As I mentioned yesterday, Linda Lappin has generously offered to send a copy of Katherine’s Wish to one of my readers (read my review) and a copy of The Etruscan to another reader.
As I have not read The Etruscan, here is a brief synopsis:
Set in the early 1920s, in the middle of Etruscan country north of Rome, this wildly romantic first novel unburies the nearly lost genre of the literary Gothic. Told through alternating points of view and diary entries, it recounts the story of Harriet Sackett, an independent lady traveler and photographer who leaves the staid society of England in order to photograph and research Etruscan tombs on behalf of the London Theosophical Society.*
Reviews of The Etruscan are available on these sites:
Roman Road Walks (scroll down to second review)
The Irish Emigrant
The Literary Review
You can also visit www.theetruscan.com, which contains a clickable map of the area of Harriet’s explorations, with audiofiles and photos.
Finally, you can watch a YouTube video about the book.
This giveaway is open to residents of Canada, the U.S. and Europe, and I will accept entries until 11:59 PM Eastern Time on Friday, July 17.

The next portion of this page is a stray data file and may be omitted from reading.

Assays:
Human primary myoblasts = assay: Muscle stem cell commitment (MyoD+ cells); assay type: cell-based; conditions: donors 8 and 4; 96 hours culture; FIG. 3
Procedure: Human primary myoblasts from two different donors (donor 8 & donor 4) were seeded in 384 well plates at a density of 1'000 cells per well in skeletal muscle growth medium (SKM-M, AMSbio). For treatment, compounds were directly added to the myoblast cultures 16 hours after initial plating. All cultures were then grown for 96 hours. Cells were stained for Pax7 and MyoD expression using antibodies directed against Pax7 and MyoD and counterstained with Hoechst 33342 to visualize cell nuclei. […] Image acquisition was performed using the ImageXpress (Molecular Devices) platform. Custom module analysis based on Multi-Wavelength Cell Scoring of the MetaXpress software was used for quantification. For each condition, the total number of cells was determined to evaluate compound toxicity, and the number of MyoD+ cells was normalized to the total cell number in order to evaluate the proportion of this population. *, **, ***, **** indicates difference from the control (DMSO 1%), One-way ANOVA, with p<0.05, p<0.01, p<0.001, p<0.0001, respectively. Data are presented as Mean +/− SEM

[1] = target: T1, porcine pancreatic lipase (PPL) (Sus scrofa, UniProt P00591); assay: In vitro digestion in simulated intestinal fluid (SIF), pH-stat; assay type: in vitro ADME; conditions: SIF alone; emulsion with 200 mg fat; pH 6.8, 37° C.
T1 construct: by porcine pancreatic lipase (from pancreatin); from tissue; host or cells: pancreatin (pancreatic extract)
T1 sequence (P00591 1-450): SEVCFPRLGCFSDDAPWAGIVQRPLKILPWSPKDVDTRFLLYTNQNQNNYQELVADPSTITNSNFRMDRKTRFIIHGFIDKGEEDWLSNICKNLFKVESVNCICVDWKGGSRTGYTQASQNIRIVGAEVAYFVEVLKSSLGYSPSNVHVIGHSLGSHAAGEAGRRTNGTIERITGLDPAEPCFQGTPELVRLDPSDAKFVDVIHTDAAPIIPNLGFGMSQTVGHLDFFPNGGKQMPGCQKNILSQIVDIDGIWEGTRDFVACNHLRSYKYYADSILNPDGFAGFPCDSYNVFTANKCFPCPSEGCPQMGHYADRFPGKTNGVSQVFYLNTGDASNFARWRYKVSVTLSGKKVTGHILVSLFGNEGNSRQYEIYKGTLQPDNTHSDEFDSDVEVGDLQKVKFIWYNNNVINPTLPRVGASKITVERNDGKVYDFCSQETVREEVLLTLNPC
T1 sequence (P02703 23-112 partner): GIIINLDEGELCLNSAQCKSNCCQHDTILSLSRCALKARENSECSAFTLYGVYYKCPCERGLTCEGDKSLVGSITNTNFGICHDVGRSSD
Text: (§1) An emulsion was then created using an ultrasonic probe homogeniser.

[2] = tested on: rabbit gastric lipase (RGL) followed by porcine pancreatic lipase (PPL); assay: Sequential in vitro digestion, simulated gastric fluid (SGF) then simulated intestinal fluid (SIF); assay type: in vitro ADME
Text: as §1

For one entry, post a comment here and let me know which book you would like to win. You can indicate that you are interested in both; however, you can only win one (so be sure to let me know which one you want most). Entries that don’t include a blog link or email address will be disqualified.
For another entry, let me know if you like reading fiction based on the lives of real people. If so, what’s your favourite book in this genre?
For another entry, post a relevant comment on my review of Katherine’s Wish. If you’ve already done so, that counts too!
For another five entries, become a follower of my blog or subscribe to my blog through Google Reader (or equivalent). If you are already a follower or subscriber, let me know and you will still get the five extra entries. (Please do not comment that you are a follower five times! I will tabulate each person’s entries separately.)
Best of luck!
*This description was taken from www.theetruscan.com.